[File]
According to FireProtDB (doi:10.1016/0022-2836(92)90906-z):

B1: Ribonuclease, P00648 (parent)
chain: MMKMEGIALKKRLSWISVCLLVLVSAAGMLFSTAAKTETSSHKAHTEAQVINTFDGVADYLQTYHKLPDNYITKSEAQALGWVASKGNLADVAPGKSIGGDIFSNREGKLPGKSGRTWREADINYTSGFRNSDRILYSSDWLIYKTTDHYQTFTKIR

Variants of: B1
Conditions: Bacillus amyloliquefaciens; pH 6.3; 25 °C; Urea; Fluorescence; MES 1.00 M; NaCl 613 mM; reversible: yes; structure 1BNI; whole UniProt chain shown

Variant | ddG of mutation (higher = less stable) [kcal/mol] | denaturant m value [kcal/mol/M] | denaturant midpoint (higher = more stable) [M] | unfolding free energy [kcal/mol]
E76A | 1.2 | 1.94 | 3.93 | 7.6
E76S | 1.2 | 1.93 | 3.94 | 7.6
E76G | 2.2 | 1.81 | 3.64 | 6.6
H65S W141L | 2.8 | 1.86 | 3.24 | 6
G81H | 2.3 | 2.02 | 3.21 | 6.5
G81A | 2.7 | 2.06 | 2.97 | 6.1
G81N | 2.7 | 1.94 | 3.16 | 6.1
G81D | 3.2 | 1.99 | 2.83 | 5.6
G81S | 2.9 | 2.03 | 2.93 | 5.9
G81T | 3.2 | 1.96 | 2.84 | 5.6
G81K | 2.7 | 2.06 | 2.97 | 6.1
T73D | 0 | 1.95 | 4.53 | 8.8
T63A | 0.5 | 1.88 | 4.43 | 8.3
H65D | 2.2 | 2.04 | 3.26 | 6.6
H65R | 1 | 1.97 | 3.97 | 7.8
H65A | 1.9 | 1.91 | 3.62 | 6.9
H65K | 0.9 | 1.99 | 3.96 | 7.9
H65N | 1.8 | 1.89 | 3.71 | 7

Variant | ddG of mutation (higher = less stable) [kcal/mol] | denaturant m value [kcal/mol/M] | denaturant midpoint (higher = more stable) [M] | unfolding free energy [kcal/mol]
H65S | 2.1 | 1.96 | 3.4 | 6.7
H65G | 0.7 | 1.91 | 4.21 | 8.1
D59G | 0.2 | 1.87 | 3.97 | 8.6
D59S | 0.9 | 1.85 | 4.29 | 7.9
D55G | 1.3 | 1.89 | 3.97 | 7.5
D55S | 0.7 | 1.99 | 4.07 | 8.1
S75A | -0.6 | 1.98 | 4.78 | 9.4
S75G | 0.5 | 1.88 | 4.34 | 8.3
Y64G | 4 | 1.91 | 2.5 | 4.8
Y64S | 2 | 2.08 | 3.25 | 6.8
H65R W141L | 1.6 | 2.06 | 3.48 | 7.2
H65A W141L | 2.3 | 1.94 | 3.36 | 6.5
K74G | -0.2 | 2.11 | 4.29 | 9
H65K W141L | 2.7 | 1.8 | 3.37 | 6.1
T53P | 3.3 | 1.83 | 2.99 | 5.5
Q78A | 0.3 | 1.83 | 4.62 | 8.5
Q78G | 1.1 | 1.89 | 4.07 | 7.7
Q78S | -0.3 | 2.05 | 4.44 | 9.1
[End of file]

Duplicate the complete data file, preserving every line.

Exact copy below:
According to FireProtDB (doi:10.1016/0022-2836(92)90906-z):

B1: Ribonuclease, P00648 (parent)
chain: MMKMEGIALKKRLSWISVCLLVLVSAAGMLFSTAAKTETSSHKAHTEAQVINTFDGVADYLQTYHKLPDNYITKSEAQALGWVASKGNLADVAPGKSIGGDIFSNREGKLPGKSGRTWREADINYTSGFRNSDRILYSSDWLIYKTTDHYQTFTKIR

Variants of: B1
Conditions: Bacillus amyloliquefaciens; pH 6.3; 25 °C; Urea; Fluorescence; MES 1.00 M; NaCl 613 mM; reversible: yes; structure 1BNI; whole UniProt chain shown

Variant | ddG of mutation (higher = less stable) [kcal/mol] | denaturant m value [kcal/mol/M] | denaturant midpoint (higher = more stable) [M] | unfolding free energy [kcal/mol]
E76A | 1.2 | 1.94 | 3.93 | 7.6
E76S | 1.2 | 1.93 | 3.94 | 7.6
E76G | 2.2 | 1.81 | 3.64 | 6.6
H65S W141L | 2.8 | 1.86 | 3.24 | 6
G81H | 2.3 | 2.02 | 3.21 | 6.5
G81A | 2.7 | 2.06 | 2.97 | 6.1
G81N | 2.7 | 1.94 | 3.16 | 6.1
G81D | 3.2 | 1.99 | 2.83 | 5.6
G81S | 2.9 | 2.03 | 2.93 | 5.9
G81T | 3.2 | 1.96 | 2.84 | 5.6
G81K | 2.7 | 2.06 | 2.97 | 6.1
T73D | 0 | 1.95 | 4.53 | 8.8
T63A | 0.5 | 1.88 | 4.43 | 8.3
H65D | 2.2 | 2.04 | 3.26 | 6.6
H65R | 1 | 1.97 | 3.97 | 7.8
H65A | 1.9 | 1.91 | 3.62 | 6.9
H65K | 0.9 | 1.99 | 3.96 | 7.9
H65N | 1.8 | 1.89 | 3.71 | 7

Variant | ddG of mutation (higher = less stable) [kcal/mol] | denaturant m value [kcal/mol/M] | denaturant midpoint (higher = more stable) [M] | unfolding free energy [kcal/mol]
H65S | 2.1 | 1.96 | 3.4 | 6.7
H65G | 0.7 | 1.91 | 4.21 | 8.1
D59G | 0.2 | 1.87 | 3.97 | 8.6
D59S | 0.9 | 1.85 | 4.29 | 7.9
D55G | 1.3 | 1.89 | 3.97 | 7.5
D55S | 0.7 | 1.99 | 4.07 | 8.1
S75A | -0.6 | 1.98 | 4.78 | 9.4
S75G | 0.5 | 1.88 | 4.34 | 8.3
Y64G | 4 | 1.91 | 2.5 | 4.8
Y64S | 2 | 2.08 | 3.25 | 6.8
H65R W141L | 1.6 | 2.06 | 3.48 | 7.2
H65A W141L | 2.3 | 1.94 | 3.36 | 6.5
K74G | -0.2 | 2.11 | 4.29 | 9
H65K W141L | 2.7 | 1.8 | 3.37 | 6.1
T53P | 3.3 | 1.83 | 2.99 | 5.5
Q78A | 0.3 | 1.83 | 4.62 | 8.5
Q78G | 1.1 | 1.89 | 4.07 | 7.7
Q78S | -0.3 | 2.05 | 4.44 | 9.1